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posted by martyb on Saturday July 01 2017, @05:10AM   Printer-friendly
from the be-nice-to-bees dept.

The most extensive study to date on neonicotinoid pesticides concludes that they harm both honeybees and wild bees. Researchers said that exposure to the chemicals left honeybee hives less likely to survive over winter, while bumblebees and solitary bees produced fewer queens.

The study spanned 2,000 hectares across the UK, Germany and Hungary and was set up to establish the "real-world" impacts of the pesticides. The results are published in Science [open, DOI: 10.1126/science.aaa1190] [DX]. Neonicotinoids were placed under a temporary ban in Europe in 2013 after concerns about their impact on bees. The European Commission told the BBC that it intends to put forward a new proposal to further restrict the use of the chemicals.

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  • (Score: 2) by butthurt on Saturday July 01 2017, @07:03PM (1 child)

    by butthurt (6141) on Saturday July 01 2017, @07:03PM (#533967) Journal

    > This is insect poison, without which we can't feed 8 billion people.

    There are other options besides using insecticides exactly as we are now, or not using them at all. Neonicotinoids have only been in use since the late 1990s; they replace less specific insecticides (which affect birds and mammals).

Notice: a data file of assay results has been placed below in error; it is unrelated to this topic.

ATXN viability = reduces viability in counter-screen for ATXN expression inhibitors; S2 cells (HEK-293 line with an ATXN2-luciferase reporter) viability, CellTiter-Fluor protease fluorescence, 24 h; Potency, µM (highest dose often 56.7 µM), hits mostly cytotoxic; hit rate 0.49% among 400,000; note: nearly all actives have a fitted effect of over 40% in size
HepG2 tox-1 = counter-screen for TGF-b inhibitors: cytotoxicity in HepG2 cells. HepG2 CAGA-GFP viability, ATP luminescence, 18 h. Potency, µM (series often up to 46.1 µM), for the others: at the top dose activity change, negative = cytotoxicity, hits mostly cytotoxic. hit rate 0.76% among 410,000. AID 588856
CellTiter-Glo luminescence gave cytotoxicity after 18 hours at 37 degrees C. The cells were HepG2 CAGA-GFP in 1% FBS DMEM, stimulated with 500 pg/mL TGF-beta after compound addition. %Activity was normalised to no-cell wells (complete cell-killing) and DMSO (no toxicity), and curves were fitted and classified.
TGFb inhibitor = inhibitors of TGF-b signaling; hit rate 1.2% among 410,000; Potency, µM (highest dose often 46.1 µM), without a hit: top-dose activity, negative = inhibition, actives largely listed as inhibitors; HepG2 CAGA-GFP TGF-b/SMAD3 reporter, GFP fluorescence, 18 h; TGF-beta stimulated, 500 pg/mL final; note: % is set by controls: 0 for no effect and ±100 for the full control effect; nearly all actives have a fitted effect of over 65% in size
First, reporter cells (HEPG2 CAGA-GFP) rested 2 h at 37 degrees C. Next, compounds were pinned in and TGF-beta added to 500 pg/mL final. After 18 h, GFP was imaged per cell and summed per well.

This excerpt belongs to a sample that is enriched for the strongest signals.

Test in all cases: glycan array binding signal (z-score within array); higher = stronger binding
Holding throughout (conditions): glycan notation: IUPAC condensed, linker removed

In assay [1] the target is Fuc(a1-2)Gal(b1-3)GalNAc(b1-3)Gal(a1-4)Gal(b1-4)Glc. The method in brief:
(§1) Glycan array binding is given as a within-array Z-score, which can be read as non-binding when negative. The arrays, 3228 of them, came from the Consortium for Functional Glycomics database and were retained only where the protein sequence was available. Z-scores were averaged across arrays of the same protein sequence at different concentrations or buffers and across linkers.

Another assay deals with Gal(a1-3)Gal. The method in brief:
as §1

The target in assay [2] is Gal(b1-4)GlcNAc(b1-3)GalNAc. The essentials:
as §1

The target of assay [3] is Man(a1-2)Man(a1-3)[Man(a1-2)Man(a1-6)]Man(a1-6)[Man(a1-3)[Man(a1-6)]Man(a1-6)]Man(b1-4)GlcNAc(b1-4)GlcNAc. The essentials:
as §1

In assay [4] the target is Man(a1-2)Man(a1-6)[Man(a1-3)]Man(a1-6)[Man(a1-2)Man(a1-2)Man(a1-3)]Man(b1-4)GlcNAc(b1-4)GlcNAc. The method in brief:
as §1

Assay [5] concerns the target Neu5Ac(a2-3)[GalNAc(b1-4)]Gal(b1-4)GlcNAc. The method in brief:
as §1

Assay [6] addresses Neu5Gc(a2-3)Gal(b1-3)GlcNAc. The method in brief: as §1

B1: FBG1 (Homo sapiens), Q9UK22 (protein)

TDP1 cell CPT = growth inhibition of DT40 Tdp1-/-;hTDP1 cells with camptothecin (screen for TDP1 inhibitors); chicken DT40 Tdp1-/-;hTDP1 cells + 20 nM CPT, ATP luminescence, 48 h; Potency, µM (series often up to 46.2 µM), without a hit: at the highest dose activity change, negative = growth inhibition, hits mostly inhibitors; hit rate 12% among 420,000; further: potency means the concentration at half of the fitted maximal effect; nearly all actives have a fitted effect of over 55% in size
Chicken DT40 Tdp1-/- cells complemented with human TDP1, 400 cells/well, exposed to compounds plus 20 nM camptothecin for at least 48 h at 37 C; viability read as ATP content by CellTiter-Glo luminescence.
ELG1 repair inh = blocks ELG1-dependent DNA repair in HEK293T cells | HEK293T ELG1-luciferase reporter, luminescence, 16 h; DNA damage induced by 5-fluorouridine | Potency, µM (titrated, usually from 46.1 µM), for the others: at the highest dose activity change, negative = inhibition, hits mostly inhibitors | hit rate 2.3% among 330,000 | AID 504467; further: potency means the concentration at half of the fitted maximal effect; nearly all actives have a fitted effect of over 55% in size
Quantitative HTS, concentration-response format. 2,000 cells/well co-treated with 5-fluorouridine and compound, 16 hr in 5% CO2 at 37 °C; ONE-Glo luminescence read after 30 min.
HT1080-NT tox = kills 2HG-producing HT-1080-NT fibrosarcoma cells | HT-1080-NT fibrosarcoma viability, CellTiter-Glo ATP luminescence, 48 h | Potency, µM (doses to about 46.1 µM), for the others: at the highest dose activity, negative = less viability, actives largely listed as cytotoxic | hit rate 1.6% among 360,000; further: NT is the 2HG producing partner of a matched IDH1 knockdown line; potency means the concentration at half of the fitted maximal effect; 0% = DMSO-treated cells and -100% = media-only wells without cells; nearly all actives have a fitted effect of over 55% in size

> Most crops don't need bees.

    Wikipedia has a lengthy list of crops that are pollinated by bees. []

    [Wind] pollination is used by grasses, most conifers, and many deciduous trees. Hydrophily is pollination by water, and occurs in aquatic plants which release their pollen directly into the surrounding water. About 80% of all plant pollination is biotic.


    The number of managed beehives in the US has steadily declined from close to 6 million after WWII, to less than 2.5 million today. In contrast, the area dedicated to growing bee-pollinated crops has grown over 300% in the same time period. [...] At present, there is an enormous demand for beehive rentals that cannot always be met.

    -- []

    The cereals (rice, wheat, barley, corn/maize, oats, millet, rye, sorghum, etc.) are grasses so they don't need bees; certainly those are major crops, but a decline in pollinating insects could mean a shortage of other foods we might wish to eat. If what I read in Wikipedia is true, that's already happening.

    > If you put insect poison on bee-pollinated crops [...]

    The European Food Safety Authority recommended that neonicotinoids be restricted to use on crops not attractive to honey bees. []

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  • (Score: 0) by Anonymous Coward on Sunday July 02 2017, @04:50AM

    by Anonymous Coward on Sunday July 02 2017, @04:50AM (#534088)

    Tomatoes are self-fertile. The flower parts sort of crash into each other as they grow.

    Bananas, potatoes, and sweet potatoes are all vegetatively propagated. There are flowers, but we don't give a damn if they are pollinated.

    Vanilla is pollinated by people with electric toothbrushes. There is some sort of bug that could pollinate it, but that doesn't live in most of the places where we grow the crop.

    There are non-bee pollinator animals, including bats.

    And of course there is wind, as you mentioned. This happens to provide a huge portion of humanity's food. Grain is what feeds us, directly (starch, sugar, oil) and via meat.

    We wouldn't want a world without bees or a world without insecticides. If we had to choose, feeding 8 billion people is far easier without the bees than it is without the insecticides.